Artbeat

14th July 2000 at 01:00
At a time when people are preoccupied with questions about national identity, which itself seems to be a national characteristic, it's good to see Britain celebrating its artistic creativity. Tate Britain's Intelligence exhibition (until September 24) is the first of a series of shows - to be held every three years - that aims to publicise young British artists. But, unlike the Sensation brat pack, these artists offer a huge variety of tone and sensibility.

Based on the idea that artists are, in the words of curators Virginia Button and Charles Esche,"intelligence agents at large in society, gathering and transforming the raw data of our life", the show features many kinds of art, from video to text. One room is devoted to Michael Craig-Martin's cartoonish everyday objects; another is full of Julian Opie's bold, colourful figures.

With several rooms turned into environments, the sense of space in the exhibition is amazing. You can plonk down on a sofa and watch a video, or write your own one-line protest to be included in Bob and Roberta Smith's Stop It Write Now! One of these protests may appeal to children: "I am stupid but I understand." Adult education events include talks, workshops and films. Details: 020 7887 8604.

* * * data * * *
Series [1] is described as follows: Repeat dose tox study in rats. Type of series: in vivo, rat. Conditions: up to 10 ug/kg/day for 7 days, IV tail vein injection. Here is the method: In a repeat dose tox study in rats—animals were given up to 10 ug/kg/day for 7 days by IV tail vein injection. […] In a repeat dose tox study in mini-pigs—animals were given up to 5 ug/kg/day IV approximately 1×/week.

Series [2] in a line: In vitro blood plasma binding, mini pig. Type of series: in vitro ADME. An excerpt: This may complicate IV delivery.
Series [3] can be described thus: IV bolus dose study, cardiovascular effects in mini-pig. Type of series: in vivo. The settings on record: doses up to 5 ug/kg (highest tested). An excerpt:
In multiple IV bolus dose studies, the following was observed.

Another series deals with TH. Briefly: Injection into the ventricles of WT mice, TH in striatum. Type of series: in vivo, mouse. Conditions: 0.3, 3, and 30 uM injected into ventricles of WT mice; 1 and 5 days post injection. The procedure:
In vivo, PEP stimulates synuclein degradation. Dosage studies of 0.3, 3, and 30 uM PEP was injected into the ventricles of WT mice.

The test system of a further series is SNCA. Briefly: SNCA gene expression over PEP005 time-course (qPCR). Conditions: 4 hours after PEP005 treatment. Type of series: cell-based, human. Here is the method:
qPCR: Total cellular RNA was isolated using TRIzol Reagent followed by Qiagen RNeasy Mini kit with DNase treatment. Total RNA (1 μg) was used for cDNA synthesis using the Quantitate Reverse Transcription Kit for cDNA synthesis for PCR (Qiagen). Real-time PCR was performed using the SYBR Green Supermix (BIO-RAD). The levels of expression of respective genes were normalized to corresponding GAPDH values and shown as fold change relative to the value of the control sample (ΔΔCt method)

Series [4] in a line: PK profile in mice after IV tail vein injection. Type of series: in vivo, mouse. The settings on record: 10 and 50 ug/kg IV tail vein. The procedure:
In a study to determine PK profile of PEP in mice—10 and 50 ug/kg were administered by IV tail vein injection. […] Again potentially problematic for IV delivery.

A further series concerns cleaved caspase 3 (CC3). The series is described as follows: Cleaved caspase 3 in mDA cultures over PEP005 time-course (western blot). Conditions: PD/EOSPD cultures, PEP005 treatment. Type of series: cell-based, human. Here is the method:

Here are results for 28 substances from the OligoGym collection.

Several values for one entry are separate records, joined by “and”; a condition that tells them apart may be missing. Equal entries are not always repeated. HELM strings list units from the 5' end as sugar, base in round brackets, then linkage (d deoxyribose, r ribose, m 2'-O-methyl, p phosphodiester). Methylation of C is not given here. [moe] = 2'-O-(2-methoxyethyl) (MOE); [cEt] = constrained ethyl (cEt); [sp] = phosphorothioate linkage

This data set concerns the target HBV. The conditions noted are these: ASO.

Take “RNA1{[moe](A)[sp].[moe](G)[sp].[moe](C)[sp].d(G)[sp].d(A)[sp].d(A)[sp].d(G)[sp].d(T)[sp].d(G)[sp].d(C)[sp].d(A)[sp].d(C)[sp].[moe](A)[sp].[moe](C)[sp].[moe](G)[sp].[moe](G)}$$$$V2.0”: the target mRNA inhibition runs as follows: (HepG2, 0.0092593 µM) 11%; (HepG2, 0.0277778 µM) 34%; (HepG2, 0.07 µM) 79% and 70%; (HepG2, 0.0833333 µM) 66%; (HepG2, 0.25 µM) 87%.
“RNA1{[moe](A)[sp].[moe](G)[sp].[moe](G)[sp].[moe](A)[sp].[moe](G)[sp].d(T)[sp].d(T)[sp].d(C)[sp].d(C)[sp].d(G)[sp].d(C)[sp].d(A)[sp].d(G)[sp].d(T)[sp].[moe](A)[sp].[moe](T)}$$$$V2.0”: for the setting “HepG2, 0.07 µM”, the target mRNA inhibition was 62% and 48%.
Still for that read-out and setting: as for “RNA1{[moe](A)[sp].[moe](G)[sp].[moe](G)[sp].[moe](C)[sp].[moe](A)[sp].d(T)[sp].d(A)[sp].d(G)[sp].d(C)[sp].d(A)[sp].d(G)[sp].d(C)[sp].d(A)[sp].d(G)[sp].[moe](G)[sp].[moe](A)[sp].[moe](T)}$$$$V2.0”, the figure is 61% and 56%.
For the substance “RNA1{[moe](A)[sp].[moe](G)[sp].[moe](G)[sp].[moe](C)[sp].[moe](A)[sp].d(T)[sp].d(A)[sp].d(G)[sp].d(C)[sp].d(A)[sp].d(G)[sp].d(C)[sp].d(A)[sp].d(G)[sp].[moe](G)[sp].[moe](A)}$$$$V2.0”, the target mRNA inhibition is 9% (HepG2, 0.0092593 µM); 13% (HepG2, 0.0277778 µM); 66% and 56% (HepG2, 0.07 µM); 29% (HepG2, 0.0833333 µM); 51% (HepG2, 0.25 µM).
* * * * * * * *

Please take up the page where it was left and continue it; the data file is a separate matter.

Young British Artists also feature in Tate Triennial (Channel 4, July 15, 8pm), which examines the Britishness of Brit art - and confirms that it's enjoying an unparalleled boom in creativity. So much so that London's Hayward Gallery is touring its British Art Show 5, which positively screams with exuberance, wit and variety. Currently in Southampton, it includes Grayson Perry's "Boring Cool People" and Sarah Lucas's "in-yer-face" "Self-Portrait with Fried Eggs". Details of educational video: Oliver Sumner 023 8059 2160; www.britartshow.org.uk Part of Britain's national identity is ethnic diversity, and this is celebrated by Opera North's major millennium work, Operaville, in Bradford.

Working with eight families - two Asian, two white, Ukrainian, Polish, Dominican and mixed-race - and 100 children, the project recorded their ideas about the past and hopes for the future. Nostalgia seems to be a strong theme. As Dominic Gray, head of education, says: "Most found talking about the future difficult, but all were nostalgic for the past."

Operaville culminates in performances at the Bradford Alhambra on July 14 and 15. Box office: 01274 752 000. A CD is also available. Tel: 0113 223 3548.

If Brits love nostalgia, does this feeling apply to old clothes? At Manchester's Gallery of Costume's A Suit of Her Own exhibition (until summer 2002) you can take a peek at the way women's clothing changed between 1895 to 1918, from Victorian corsets to the tailored suits of the New Woman.

As well as showing the clothes, the exhibition features accessories such as handbags and hair-dos. It also records the reaction of male cartoonists, who derided women's freer clothing, calling it "sexless and shapeless". Next term, te gallery plans to run PSHE projects with secondary art and history teachers. Information pack available: 0161 445 0987.